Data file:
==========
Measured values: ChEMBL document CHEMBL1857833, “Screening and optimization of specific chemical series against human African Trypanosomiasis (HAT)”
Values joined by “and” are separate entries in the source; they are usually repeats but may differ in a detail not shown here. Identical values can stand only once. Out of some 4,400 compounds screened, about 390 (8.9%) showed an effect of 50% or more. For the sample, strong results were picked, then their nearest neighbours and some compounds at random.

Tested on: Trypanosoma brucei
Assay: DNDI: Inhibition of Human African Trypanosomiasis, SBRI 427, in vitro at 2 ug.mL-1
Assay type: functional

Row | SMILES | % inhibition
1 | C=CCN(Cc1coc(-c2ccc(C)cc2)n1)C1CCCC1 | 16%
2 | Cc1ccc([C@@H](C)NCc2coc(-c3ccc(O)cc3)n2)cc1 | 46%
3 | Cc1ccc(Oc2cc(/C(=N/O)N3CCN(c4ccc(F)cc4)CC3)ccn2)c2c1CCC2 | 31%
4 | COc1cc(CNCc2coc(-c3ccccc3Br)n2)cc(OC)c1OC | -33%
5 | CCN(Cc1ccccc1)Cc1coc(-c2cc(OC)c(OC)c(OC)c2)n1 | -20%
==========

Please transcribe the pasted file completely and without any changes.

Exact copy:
Measured values: ChEMBL document CHEMBL1857833, “Screening and optimization of specific chemical series against human African Trypanosomiasis (HAT)”
Values joined by “and” are separate entries in the source; they are usually repeats but may differ in a detail not shown here. Identical values can stand only once. Out of some 4,400 compounds screened, about 390 (8.9%) showed an effect of 50% or more. For the sample, strong results were picked, then their nearest neighbours and some compounds at random.

Tested on: Trypanosoma brucei
Assay: DNDI: Inhibition of Human African Trypanosomiasis, SBRI 427, in vitro at 2 ug.mL-1
Assay type: functional

Row | SMILES | % inhibition
1 | C=CCN(Cc1coc(-c2ccc(C)cc2)n1)C1CCCC1 | 16%
2 | Cc1ccc([C@@H](C)NCc2coc(-c3ccc(O)cc3)n2)cc1 | 46%
3 | Cc1ccc(Oc2cc(/C(=N/O)N3CCN(c4ccc(F)cc4)CC3)ccn2)c2c1CCC2 | 31%
4 | COc1cc(CNCc2coc(-c3ccccc3Br)n2)cc(OC)c1OC | -33%
5 | CCN(Cc1ccccc1)Cc1coc(-c2cc(OC)c(OC)c(OC)c2)n1 | -20%